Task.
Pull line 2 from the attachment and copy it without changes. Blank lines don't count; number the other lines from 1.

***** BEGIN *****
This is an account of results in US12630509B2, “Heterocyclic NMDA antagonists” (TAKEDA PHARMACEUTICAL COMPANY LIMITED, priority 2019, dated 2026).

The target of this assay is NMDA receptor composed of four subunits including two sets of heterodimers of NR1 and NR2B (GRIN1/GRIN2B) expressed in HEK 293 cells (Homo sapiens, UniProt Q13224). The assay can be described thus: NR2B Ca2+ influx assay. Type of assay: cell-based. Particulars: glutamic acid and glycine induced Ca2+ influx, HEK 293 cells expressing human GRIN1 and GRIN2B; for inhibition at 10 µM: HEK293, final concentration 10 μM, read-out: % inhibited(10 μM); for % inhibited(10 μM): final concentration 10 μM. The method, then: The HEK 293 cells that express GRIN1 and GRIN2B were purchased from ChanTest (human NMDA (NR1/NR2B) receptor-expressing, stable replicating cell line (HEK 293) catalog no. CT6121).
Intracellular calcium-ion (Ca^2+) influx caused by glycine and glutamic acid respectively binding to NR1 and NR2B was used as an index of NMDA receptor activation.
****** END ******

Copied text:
The target of this assay is NMDA receptor composed of four subunits including two sets of heterodimers of NR1 and NR2B (GRIN1/GRIN2B) expressed in HEK 293 cells (Homo sapiens, UniProt Q13224). The assay can be described thus: NR2B Ca2+ influx assay. Type of assay: cell-based. Particulars: glutamic acid and glycine induced Ca2+ influx, HEK 293 cells expressing human GRIN1 and GRIN2B; for inhibition at 10 µM: HEK293, final concentration 10 μM, read-out: % inhibited(10 μM); for % inhibited(10 μM): final concentration 10 μM. The method, then: The HEK 293 cells that express GRIN1 and GRIN2B were purchased from ChanTest (human NMDA (NR1/NR2B) receptor-expressing, stable replicating cell line (HEK 293) catalog no. CT6121).